Wednesday, January 16, 2013
Prominent in Montgomery County agricultural circles, newlyweds Edward and Deborah Lea moved into a 2 1/2-story stucco house on 27 acres circa 1837-38. A gift from Edward's father, Delaware transplant Thomas Lea, Sr., the property in still-bucolic Brinklow, Maryland became home to a young couple who, along with their progeny, would continue to impact the community.
Nee Springdale Farm, the Leas became stalwart stewards of an agricultural site that also supported a tenant house, spring house, smoke house and a stone mason-constructed bank barn. Credited with acquiring one of the first threshing machines in Montgomery County, Edward became a progressive member of the local horticultural society, one of the founders of the Sandy Spring Farmers' Club and incorporators of the Savings Institution of Sandy Spring. According to historical records, Edward Lea "...reached out for better ways of doing things in home and farm."
At the end of a multi-year search for a singular 18th or 19th Century property, homeowners Johanna and Larry Weekley acquired Springdale Farm which had succumbed to years of complacency by well-meaning but aging subsequent homeowners. But just as it had reflected the Leas' ambitions and agrestic achievements (Deborah made local history when she became the first in her area to successfully can applesauce after 1850), Springdale would also become a manifestation of the Weekleys' passion as curators of regional history and coveted antiques. Perhaps paramount to that, it would become a pristine canvas for what unarguably was Larry Weekley's transcendent botanical vision.
"To begin with, we needed to remove a bad addition in the back of the house," said JoAnn Zwally of Ashton Design Group, adding the program was to replace it with an historically correct one. The addition would contain a new kitchen, family room, master bedroom and bath. The rear facade would include a half moon-shaped terrace with wide steps that would eventually overlook one of the homeowners' many gardens. A neo-Colonial two-story porch with columns and a metal roof, added in the 1930s and which spanned the entire width of the facade, would need to be replaced with a Greek Revival porch with simple square columns and a wood roof - emblematic of the period.
According to Zwally, removal of the 1930s porch revealed evidence of footings and marks on the front facade indicating the exact placement of the structure's original porch. By the same token, it also required clean-up of dirt mounds used as fill in raising it up to the height of the front door, which had covered basement windows and some of the stone foundation, also resulting in considerable termite damage.
Restoring the 856 s.f. two-story tenant's house occupied in generations past by various farm hands who were given shelter, certain foodstuffs and a garden (and which was later leased out by the Weekleys), refurbishing its kitchen, flooring, single bathroom and walls was on the agenda. The homeowners were then able to move in to be closer to the larger renovation of Springdale's primary residence.
Room with an historical view
In historical design, Zwally noted symmetry is a key component. Accordingly, the addition's kitchen reflected this in its fenestration. Double-paned banks of windows, which extend down to the sink and stove, match banks on the other side - divided by a French door. A kitchen farm table was forged by local craftsman Dr. Joe Reitman, who also made an armoire for the master bedroom. The Weekley's son Jon, log furniture maker and owner of Denver-based Medicine Wolf Co., created the kitchen's rustic corner table and a pair of aspen and spruce rocking chairs on the master bedroom balcony. (In an even later renovation, a butler's pantry was fashioned from a space off the kitchen, replete with undercounter Sub-Zero refrigerator, and items such as granite countertops were added.)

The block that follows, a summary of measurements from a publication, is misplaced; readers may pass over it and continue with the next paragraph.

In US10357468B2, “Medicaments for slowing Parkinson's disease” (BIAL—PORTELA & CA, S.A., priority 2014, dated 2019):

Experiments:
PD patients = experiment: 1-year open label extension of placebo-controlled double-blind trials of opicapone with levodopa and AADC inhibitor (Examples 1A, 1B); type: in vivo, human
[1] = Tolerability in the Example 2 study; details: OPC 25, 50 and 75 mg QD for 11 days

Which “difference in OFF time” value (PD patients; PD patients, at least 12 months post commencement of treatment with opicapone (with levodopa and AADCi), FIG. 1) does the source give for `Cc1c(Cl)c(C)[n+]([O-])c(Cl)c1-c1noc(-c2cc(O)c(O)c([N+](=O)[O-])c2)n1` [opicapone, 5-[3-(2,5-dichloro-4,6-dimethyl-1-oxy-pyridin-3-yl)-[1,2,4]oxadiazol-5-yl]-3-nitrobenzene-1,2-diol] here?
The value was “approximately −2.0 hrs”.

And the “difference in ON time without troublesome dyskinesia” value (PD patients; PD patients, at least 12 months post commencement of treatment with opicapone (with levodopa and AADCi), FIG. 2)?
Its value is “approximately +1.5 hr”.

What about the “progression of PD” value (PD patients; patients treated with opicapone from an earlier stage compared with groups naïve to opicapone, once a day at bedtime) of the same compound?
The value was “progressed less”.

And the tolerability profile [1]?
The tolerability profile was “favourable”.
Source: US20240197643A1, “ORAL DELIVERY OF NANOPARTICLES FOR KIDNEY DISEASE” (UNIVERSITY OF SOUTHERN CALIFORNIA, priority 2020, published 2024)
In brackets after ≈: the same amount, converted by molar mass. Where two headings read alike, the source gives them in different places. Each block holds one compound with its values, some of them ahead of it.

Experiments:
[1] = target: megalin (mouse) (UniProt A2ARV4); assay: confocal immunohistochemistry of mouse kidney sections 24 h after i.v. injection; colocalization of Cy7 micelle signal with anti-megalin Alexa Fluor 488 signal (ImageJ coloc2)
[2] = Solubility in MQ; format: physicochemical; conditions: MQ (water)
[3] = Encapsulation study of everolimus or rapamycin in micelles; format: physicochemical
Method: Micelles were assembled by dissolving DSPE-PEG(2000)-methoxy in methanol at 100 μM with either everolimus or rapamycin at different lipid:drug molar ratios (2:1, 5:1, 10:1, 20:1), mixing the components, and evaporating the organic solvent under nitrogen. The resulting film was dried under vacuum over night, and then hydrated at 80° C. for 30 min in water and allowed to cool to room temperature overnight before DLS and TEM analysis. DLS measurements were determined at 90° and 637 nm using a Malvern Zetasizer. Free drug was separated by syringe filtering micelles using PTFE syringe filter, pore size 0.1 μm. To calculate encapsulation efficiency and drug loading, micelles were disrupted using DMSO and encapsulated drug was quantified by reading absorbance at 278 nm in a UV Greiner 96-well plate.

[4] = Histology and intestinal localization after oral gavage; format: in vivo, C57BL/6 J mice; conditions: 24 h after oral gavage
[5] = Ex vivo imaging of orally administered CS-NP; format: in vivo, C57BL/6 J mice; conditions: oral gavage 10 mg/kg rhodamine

In the new family room, a fireplace mantle was reused from the demolished 1930s addition, and in fact the house now boasted six working fireplaces including a new one in the master bedroom. While the existing ones, whose chimneys were relined during the renovation, had black slate facades, the fireplace in the new master was faced with delicate Delft-style tiling.
A foyer in the existing house was refreshed to follow the dominant navy and terracotta colors in a Hamadan tribal rug in the Weekleys' possession. Expressed in Greeff wallpaper in a spectacular Phoenix pattern germane to the Colonial period, the motif follows a wooden staircase all the way up to the residence's third level. Fabric that accompanied the Greeff paper was used for window treatments in the living and dining rooms, and navy accents can also be found in the new family room and kitchen and in bedrooms. In the living room, a Weekley family 18th Century Chippendale clawfoot wing chair was covered in a navy and terracotta flame stitch.
Arbiters of Colonial good taste, many of the home's antiques had a familial provenance through Johanna Weekley's ancestors, the Hyde family. Journeying from 17th Century England to Connecticut and ultimately settling in 18th Century Bath, Maine, the Hydes - founders of iconic (and still thriving) Bath Iron Works - passed down a Connecticut cherry Queen Anne highboy, the aforementioned wing chair, 18th Century Delft chargers, brass andirons and more. Additional antiques acquired for Springdale included a Hepplewhite mahogany bow front chest with original brass and a New Hampshire-forged grandfather clock.
Quarter sawn oak flooring found in the existing part of the house, milled from local trees, was repaired and preserved. Zwally also noted that when refurbishing the home's third floor beams, plaster was removed to reveal actual trees with bark and pegs, presumably taken from the property at that time to build the structure. The home's existing exterior is stucco over brick; the addition is stucco over frame.
Gardens in stone